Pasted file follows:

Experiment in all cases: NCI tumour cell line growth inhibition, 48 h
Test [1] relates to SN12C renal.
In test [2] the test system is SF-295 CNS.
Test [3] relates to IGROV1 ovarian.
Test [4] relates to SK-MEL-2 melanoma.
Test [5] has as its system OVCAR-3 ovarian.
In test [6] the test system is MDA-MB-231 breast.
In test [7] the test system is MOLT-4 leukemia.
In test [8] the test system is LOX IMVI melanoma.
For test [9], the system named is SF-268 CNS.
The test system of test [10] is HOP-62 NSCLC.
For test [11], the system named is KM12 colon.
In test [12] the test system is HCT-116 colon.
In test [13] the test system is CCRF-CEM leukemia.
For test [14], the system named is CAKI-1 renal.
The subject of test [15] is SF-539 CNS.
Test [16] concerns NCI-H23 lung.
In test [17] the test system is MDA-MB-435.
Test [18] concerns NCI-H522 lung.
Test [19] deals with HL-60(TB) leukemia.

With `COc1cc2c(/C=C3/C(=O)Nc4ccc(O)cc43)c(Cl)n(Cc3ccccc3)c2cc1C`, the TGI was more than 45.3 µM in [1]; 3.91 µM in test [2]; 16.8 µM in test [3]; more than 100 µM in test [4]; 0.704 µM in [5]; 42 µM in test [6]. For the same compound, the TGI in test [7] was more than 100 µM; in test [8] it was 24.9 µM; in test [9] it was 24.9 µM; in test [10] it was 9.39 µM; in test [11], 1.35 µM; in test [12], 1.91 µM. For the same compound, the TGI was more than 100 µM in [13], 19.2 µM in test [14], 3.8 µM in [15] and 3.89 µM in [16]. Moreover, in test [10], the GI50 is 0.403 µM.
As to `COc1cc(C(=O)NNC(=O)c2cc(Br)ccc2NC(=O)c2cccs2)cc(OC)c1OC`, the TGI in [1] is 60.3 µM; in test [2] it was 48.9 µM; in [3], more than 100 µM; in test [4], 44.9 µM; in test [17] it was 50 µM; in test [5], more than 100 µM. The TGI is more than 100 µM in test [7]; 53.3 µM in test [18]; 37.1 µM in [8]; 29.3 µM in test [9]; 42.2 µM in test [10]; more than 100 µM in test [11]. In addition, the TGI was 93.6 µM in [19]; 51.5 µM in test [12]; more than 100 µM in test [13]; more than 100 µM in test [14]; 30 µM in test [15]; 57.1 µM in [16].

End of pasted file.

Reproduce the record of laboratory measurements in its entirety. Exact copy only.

Experiment in all cases: NCI tumour cell line growth inhibition, 48 h
Test [1] relates to SN12C renal.
In test [2] the test system is SF-295 CNS.
Test [3] relates to IGROV1 ovarian.
Test [4] relates to SK-MEL-2 melanoma.
Test [5] has as its system OVCAR-3 ovarian.
In test [6] the test system is MDA-MB-231 breast.
In test [7] the test system is MOLT-4 leukemia.
In test [8] the test system is LOX IMVI melanoma.
For test [9], the system named is SF-268 CNS.
The test system of test [10] is HOP-62 NSCLC.
For test [11], the system named is KM12 colon.
In test [12] the test system is HCT-116 colon.
In test [13] the test system is CCRF-CEM leukemia.
For test [14], the system named is CAKI-1 renal.
The subject of test [15] is SF-539 CNS.
Test [16] concerns NCI-H23 lung.
In test [17] the test system is MDA-MB-435.
Test [18] concerns NCI-H522 lung.
Test [19] deals with HL-60(TB) leukemia.

With `COc1cc2c(/C=C3/C(=O)Nc4ccc(O)cc43)c(Cl)n(Cc3ccccc3)c2cc1C`, the TGI was more than 45.3 µM in [1]; 3.91 µM in test [2]; 16.8 µM in test [3]; more than 100 µM in test [4]; 0.704 µM in [5]; 42 µM in test [6]. For the same compound, the TGI in test [7] was more than 100 µM; in test [8] it was 24.9 µM; in test [9] it was 24.9 µM; in test [10] it was 9.39 µM; in test [11], 1.35 µM; in test [12], 1.91 µM. For the same compound, the TGI was more than 100 µM in [13], 19.2 µM in test [14], 3.8 µM in [15] and 3.89 µM in [16]. Moreover, in test [10], the GI50 is 0.403 µM.
As to `COc1cc(C(=O)NNC(=O)c2cc(Br)ccc2NC(=O)c2cccs2)cc(OC)c1OC`, the TGI in [1] is 60.3 µM; in test [2] it was 48.9 µM; in [3], more than 100 µM; in test [4], 44.9 µM; in test [17] it was 50 µM; in test [5], more than 100 µM. The TGI is more than 100 µM in test [7]; 53.3 µM in test [18]; 37.1 µM in [8]; 29.3 µM in test [9]; 42.2 µM in test [10]; more than 100 µM in test [11]. In addition, the TGI was 93.6 µM in [19]; 51.5 µM in test [12]; more than 100 µM in test [13]; more than 100 µM in test [14]; 30 µM in test [15]; 57.1 µM in [16].